3:00 - 4:30
Award-winning author Kathryn Ma discusses her new book, The Chinese Groove, in conversation with Julia Flynn Siler, the author of The White Devil's Daughters: The Women Who Fought Slavery in San Francisco's Chinatown.
The Chinese Groove is a buoyant, good-hearted, and sharply written novel about a blithely optimistic immigrant with big dreams, dire prospects, and a fractured extended family in need of his help—even if they don’t know it yet.
Eighteen-year-old Shelley, born into a much-despised branch of the Zheng family in Yunnan Province and living in the shadow of his widowed father’s grief, dreams of bigger things. Buoyed by an exuberant heart and his cousin Deng’s tall tales about the United States, Shelley heads to San Francisco to claim his destiny, confident that any hurdles will be easily overcome by the awesome powers of the “Chinese groove,” a belief in the unspoken bonds between countrymen that transcend time and borders. Upon arrival, Shelley is dismayed to find that his “rich uncle” is in fact his unemployed second cousin once removed and that the grand guest room he’d envisioned is but a scratchy sofa. The indefinite stay he’d planned for? That has a firm two-week expiration date. Even worse, the loving family he hoped would embrace him is in shambles, shattered by a senseless tragedy that has cleaved the family in two. They want nothing to do with this youthful bounder who’s barged into their lives. Ever the optimist, Shelley concocts a plan to resuscitate his American dream by insinuating himself into the family. And, who knows, maybe he’ll even manage to bring them back together in the process.
Kathryn Ma is the author of the widely praised novel The Year She Left Us, which was named a New York Times Editors’ Choice and an NPR “Great Read” of the year. Her short story collection, All That Work and Still No Boys, won the Iowa Short Fiction Award and was named a San Francisco Chronicle “Notable Book” and a Los Angeles Times “Discoveries Book.” She is a recipient of the David Nathan Meyerson Prize for Fiction and has twice been named a San Francisco Public Library Laureate. Her new novel, The Chinese Groove, has received high praise from the New York Times, Booklist, Oprah Daily, People Magazine, and the San Francisco Chronicle, among many others, and was chosen as an Indie Next Pick by the American Booksellers Association.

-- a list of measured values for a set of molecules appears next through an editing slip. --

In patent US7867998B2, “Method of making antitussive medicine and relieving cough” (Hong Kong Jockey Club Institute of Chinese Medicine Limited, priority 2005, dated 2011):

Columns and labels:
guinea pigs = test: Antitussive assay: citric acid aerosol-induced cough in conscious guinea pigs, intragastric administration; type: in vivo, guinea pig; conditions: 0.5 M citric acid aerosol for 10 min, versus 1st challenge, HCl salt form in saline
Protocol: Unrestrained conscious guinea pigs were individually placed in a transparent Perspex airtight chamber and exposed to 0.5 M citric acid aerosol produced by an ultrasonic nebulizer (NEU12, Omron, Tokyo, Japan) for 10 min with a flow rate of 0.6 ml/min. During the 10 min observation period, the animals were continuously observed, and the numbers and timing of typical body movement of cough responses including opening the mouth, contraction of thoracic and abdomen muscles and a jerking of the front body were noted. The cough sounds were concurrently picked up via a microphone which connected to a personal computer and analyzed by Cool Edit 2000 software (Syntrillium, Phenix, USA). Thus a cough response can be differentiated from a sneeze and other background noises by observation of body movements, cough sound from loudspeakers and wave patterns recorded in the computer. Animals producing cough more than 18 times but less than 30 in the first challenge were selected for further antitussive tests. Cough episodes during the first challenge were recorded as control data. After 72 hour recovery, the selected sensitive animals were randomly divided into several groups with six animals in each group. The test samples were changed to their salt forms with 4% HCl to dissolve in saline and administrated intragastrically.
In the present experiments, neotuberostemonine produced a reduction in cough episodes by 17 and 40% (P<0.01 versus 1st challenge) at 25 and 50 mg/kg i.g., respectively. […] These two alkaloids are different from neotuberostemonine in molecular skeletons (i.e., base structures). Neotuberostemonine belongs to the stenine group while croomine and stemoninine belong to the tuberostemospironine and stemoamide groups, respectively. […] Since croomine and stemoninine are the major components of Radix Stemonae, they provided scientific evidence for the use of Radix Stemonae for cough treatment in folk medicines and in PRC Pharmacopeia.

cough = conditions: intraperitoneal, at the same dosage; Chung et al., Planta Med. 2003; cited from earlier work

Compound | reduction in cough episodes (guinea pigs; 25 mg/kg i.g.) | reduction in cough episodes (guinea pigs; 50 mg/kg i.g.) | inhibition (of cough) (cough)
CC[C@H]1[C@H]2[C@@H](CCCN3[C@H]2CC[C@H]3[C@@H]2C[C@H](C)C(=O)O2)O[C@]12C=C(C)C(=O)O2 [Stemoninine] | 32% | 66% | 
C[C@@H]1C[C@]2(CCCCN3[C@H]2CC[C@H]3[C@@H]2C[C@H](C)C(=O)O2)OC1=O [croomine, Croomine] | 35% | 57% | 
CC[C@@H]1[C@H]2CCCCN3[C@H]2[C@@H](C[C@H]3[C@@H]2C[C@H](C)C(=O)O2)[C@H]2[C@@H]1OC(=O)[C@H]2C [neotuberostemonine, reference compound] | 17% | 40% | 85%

Julia Flynn Siler is an award-winning author and journalist. Her most recent book, The White Devil’s Daughters: The Women Who Fought Slavery in San Francisco’s Chinatown, was a New York Times Book Review “Editors’ Choice” and a finalist for a California Book Award. She is also the author of the bestselling nonfiction books, Lost Kingdom: Hawaii’s Last Queen, the Sugar Kings, and America’s First Imperial Adventure and The House of Mondavi: The Rise and Fall of an American Wine Dynasty. As a veteran correspondent for the Wall Street Journal and BusinessWeek magazine, Siler spent more than two decades in Europe and the United States, reporting from a dozen countries. She has covered fields as varied as biotechnology, cult wines, puppy breeding, and a princess’s quest to restore a Hawaiian palace’s lost treasures.
Book sale following the program by Folio Books.
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Weaving Stories: Asian American, Native Hawaiian and Pacific Islander Interest
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Weaving Stories is the Library's celebration of the many diverse histories and cultures from Asian American, Native Hawaiian and Pacific Islander (AANHPI) communities.